The Power of Polymorphism in Java: How to Use Method Overloading and Overriding


What is Polymorphism in Java?

Polymorphism is a core concept in object-oriented programming that refers to the ability of a single entity (such as a method or object) to take on multiple forms. In other words, polymorphism allows you to write code that can work with multiple data types and objects, even if they are not of the same type.

Types of Polymorphism in Java

There are two main types of polymorphism in Java: static polymorphism and dynamic polymorphism.

Static Polymorphism

Static polymorphism, also known as method overloading, occurs when a class has multiple methods with the same name but different parameters. This allows you to create multiple versions of a method that can be called depending on the number or type of arguments passed to the method.

For example, consider the following class that has three versions of the add method:

public class Calc{
  public static double add(double x, double y) {
    return x + y;
  public static int add(int x, int y) {
    return x + y;
  public static int add(int x, int y, int z) {
    return x + y + z;


In this case, you can call the add method with either two int arguments, two double arguments, or three int arguments, and the appropriate version of the method will be called based on the arguments passed.

Dynamic Polymorphism

Dynamic polymorphism, also known as method overriding, occurs when a subclass has a method with the same name and signature as a method in the superclass. This allows the subclass to "override" the behavior of the superclass method and provide its own implementation.

For example, consider the following class hierarchy:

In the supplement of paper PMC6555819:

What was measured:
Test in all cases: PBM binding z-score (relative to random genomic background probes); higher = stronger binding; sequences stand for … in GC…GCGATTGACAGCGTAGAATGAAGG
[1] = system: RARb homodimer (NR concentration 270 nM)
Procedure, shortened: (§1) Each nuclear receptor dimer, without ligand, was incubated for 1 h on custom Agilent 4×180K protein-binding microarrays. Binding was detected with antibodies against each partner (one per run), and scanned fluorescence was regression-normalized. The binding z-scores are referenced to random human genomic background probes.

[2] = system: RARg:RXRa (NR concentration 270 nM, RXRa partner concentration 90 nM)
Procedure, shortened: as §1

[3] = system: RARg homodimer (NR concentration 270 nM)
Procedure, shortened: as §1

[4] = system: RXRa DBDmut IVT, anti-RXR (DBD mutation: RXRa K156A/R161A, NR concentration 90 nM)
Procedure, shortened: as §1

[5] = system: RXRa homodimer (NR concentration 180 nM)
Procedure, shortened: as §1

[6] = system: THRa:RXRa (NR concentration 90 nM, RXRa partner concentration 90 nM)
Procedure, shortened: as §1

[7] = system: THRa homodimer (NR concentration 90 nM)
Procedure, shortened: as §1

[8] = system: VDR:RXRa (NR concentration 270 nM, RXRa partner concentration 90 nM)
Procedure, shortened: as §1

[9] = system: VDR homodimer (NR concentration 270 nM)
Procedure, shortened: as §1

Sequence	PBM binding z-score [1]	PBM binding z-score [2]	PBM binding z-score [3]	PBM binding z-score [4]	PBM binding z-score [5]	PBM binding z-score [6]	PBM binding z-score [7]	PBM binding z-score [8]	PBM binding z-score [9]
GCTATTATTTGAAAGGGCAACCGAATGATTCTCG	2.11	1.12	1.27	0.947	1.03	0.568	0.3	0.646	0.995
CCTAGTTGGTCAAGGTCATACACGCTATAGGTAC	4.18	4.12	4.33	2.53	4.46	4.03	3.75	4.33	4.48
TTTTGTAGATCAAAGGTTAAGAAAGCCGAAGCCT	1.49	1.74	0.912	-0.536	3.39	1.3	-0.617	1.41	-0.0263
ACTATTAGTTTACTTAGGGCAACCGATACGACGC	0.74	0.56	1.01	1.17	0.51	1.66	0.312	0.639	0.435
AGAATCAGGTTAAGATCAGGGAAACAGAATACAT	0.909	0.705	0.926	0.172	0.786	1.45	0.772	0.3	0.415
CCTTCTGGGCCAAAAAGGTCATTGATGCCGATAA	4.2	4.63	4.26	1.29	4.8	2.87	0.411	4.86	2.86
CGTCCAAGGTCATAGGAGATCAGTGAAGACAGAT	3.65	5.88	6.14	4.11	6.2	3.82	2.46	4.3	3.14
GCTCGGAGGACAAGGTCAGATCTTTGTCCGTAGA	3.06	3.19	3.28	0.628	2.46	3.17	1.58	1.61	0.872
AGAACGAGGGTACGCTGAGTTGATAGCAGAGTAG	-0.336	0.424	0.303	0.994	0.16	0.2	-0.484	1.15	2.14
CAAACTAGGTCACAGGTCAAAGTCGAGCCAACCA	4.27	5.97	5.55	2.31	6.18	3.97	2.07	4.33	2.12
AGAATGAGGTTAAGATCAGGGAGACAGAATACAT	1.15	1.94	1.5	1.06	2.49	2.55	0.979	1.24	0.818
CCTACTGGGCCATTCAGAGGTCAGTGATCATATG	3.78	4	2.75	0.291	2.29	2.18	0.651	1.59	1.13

public class Animal{
  public void makeSound() {
    System.out.println("Some generic animal sound");

public class Dog extends Animal {
  public void makeSound() {
    System.out.println("Woof, Woof!");

In this case, the Dog class has overridden the makeSound method from the Animal class and provided its own implementation. If you have a reference to a Dog object and call the makeSound method, it will print "Woof!", rather than the generic animal sound from the Animal class.

Example of Using Polymorphism in Java

Here is an example of how you can use polymorphism in a Java program:

public class Main {
  public static void main(String[] args) {
    // Static polymorphism example
    int result = Calc.add(1, 2); // calls add(int, int)
    double result2 = Calc.add(1.0, 2.0); // calls add(double, double)
    // Dynamic polymorphism example
    Animal a = new Animal();
    a.makeSound(); // prints "Some generic animal sound"
    Animal b = new Dog();
    b.makeSound(); // prints "Woof, Woof!"

In this example, the Calc class is used to demonstrate static polymorphism, and the Animal and Dog classes are used to demonstrate dynamic polymorphism. The first call to the add method in the Calc class uses two int arguments, so it calls the add(int, int) method. The second call uses two double arguments, so it calls the add(double, double) method.

In the second part of the example, we create an Animal object and a Dog object and call the makeSound method on each of them. The Animal object calls the makeSound method from the Animal class, which prints a generic animal sound. The Dog object, on the other hand, calls the overridden version of the makeSound method from the Dog class, which prints "Woof!".

Benefits of Polymorphism

Polymorphism is a powerful tool in object-oriented programming, as it allows you to write code that is flexible and reusable. By using polymorphism, you can create classes that can be extended and customized by subclasses, without having to change the original code. This can make your code easier to maintain and debug, as you only have to modify a single version of a method rather than multiple copies.

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